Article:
Vinnies Queensland urges Government to avoid a homelessness crisis - St Vincent de Paul Society QLD
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    Vinnies Queensland urges Government to avoid a homelessness crisis

    Vinnies Queensland urges Government to avoid a homelessness crisis by reconsidering a greater investment in social housing following the Budget announcement 

    St Vincent de Paul Society (Vinnies) Queensland encourages the Palaszczuk Government to escalate its investment in social housing, saying the $526.2 million commitment for 2020/21 is “a good start, but not enough.” 

    “This equates to only 1,644 homes if the entire $526.2 million was committed to constructing social houses,” said CEO Kevin Mercer, citing that the national average cost to build a home is $320,000 in 2020. 

    “This falls short of the 8,750 homes needed each year for the next 20 years to offer a dignified response, ensuring every Queenslander has a safe place to sleep.  

    “We are facing a social housing crisis, and in turn, a homelessness crisis unless a meaningful and long-term investment is made in social and affordable housing.”  

    Prior to COVID-19, the state faced a significant homelessness problem with 9 out of the 20 national homelessness hotspots in Queensland, coupled with an 84% increase in requests for government housing support from May to July 2020.  

    “The Queensland commitment is less than 9% of the $6 billion investment Victoria has made to build more than 12,000 new social and affordable homes over four years, and to upgrade existing public housing,” said the CEO.  

    “If we don’t act now, more people will fall through the cracks with rising levels of both unemployment and underemployment.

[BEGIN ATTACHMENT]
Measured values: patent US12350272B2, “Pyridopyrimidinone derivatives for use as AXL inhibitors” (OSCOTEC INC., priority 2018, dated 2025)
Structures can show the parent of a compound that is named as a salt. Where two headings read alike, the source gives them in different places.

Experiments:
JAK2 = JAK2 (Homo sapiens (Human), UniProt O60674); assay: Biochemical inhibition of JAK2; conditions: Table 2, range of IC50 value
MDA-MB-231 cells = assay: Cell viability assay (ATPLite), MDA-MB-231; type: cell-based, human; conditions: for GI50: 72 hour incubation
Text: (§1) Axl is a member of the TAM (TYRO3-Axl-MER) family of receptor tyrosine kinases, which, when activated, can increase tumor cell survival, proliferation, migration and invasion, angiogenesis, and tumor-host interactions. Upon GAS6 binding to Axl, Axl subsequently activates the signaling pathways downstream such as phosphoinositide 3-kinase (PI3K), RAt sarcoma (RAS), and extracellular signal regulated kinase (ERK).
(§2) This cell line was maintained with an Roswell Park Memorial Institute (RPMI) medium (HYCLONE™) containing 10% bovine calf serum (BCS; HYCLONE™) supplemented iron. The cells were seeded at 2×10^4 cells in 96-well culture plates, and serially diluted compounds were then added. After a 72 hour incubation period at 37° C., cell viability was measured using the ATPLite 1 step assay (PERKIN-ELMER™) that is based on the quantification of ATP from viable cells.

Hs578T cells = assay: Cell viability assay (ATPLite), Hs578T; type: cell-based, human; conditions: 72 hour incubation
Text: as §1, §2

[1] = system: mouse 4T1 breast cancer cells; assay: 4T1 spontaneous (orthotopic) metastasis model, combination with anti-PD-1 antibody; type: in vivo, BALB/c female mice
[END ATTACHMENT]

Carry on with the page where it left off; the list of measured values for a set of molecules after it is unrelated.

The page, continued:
In the recent Labour Force report, 39,800 full time jobs have been lost over the last 12 months and unemployment has increased by over 40,000. Job creation has been for part time roles, adding to the underemployment problem. 

    “We need a greater response now,” added Mr Mercer.  

    “Social housing creates jobs in construction and jobs in the social services sector, importantly a predominately female workforce, and reduces the burden on welfare as it costs the taxpayer less to house someone than to have them live on the streets.” 

    Furthermore, Mr Mercer said an alarming 38 per cent of applicants on the housing waitlist are families with children who would be “considerably impacted” as a result of limited investment.   

    “We know there’s a direct correlation between a lack of social housing and homelessness, and vulnerable children are the worst affected.   

    “The impacts of homelessness on children are dire – it affects mental health, emotional and behavioural stability, leads to food insecurity and overall, adverse health and education outcomes.” 

    St Vincent de Paul Society Queensland supported over 279,000 Queenslanders last year including over 21,000 homeless, provided housing and crisis accommodation for over 181,000 nights, and $3.7 million in food support including food parcels and vouchers to those in financial stress.  

    Vinnies Queensland has provided $9.6 million in direct emergency assistance, $7 million through disaster assistance for bushfire, drought and COVID-19, and overall $272 million in services and support through Vinnies Queensland, Vinnies Housing and Ozcare in the last financial year.